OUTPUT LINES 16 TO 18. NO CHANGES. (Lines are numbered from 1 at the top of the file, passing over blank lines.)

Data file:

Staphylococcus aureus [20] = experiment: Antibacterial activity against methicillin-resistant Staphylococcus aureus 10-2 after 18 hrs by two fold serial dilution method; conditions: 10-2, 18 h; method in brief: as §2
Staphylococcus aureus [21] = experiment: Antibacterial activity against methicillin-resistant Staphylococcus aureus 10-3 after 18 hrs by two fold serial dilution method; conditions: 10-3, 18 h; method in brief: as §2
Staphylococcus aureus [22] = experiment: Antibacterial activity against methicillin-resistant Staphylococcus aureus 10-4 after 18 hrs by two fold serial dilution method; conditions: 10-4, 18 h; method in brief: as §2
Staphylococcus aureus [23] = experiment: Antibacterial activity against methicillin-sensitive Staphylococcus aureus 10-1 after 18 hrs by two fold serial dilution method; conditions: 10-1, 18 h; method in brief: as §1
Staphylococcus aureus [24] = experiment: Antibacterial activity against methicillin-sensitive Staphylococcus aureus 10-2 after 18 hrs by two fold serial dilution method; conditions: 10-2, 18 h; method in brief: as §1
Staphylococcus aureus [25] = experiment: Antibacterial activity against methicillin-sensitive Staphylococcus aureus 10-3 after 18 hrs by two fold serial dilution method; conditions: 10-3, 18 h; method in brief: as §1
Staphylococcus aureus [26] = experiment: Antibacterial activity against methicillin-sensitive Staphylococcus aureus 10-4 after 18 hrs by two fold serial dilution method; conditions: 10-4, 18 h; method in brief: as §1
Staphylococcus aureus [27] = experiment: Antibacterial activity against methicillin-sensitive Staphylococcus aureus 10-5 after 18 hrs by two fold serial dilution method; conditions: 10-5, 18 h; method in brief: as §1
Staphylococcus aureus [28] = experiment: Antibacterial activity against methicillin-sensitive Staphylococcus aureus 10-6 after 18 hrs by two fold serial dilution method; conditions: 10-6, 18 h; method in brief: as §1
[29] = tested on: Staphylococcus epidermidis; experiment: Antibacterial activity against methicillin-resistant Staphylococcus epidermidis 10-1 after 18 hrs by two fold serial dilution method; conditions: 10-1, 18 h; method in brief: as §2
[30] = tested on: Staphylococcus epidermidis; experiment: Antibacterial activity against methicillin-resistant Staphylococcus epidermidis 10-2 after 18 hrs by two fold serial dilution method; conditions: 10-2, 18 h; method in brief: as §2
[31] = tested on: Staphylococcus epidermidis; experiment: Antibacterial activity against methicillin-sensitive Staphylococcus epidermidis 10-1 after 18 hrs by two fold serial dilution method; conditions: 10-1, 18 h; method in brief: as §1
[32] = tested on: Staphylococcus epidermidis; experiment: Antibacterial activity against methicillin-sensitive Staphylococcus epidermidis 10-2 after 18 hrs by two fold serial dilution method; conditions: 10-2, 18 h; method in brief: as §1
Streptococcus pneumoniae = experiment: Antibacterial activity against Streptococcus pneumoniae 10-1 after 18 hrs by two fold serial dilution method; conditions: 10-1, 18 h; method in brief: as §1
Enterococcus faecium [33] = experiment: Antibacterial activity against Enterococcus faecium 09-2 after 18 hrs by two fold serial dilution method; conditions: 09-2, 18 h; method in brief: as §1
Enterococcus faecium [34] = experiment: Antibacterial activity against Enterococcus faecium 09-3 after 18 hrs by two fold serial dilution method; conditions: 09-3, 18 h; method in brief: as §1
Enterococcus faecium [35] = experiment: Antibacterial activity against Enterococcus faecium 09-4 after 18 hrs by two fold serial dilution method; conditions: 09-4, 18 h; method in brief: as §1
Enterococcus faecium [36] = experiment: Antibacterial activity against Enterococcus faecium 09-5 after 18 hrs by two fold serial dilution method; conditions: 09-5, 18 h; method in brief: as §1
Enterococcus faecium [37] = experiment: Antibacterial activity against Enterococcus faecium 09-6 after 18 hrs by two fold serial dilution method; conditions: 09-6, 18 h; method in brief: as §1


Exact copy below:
Enterococcus faecium [34] = experiment: Antibacterial activity against Enterococcus faecium 09-3 after 18 hrs by two fold serial dilution method; conditions: 09-3, 18 h; method in brief: as §1
Enterococcus faecium [35] = experiment: Antibacterial activity against Enterococcus faecium 09-4 after 18 hrs by two fold serial dilution method; conditions: 09-4, 18 h; method in brief: as §1
Enterococcus faecium [36] = experiment: Antibacterial activity against Enterococcus faecium 09-5 after 18 hrs by two fold serial dilution method; conditions: 09-5, 18 h; method in brief: as §1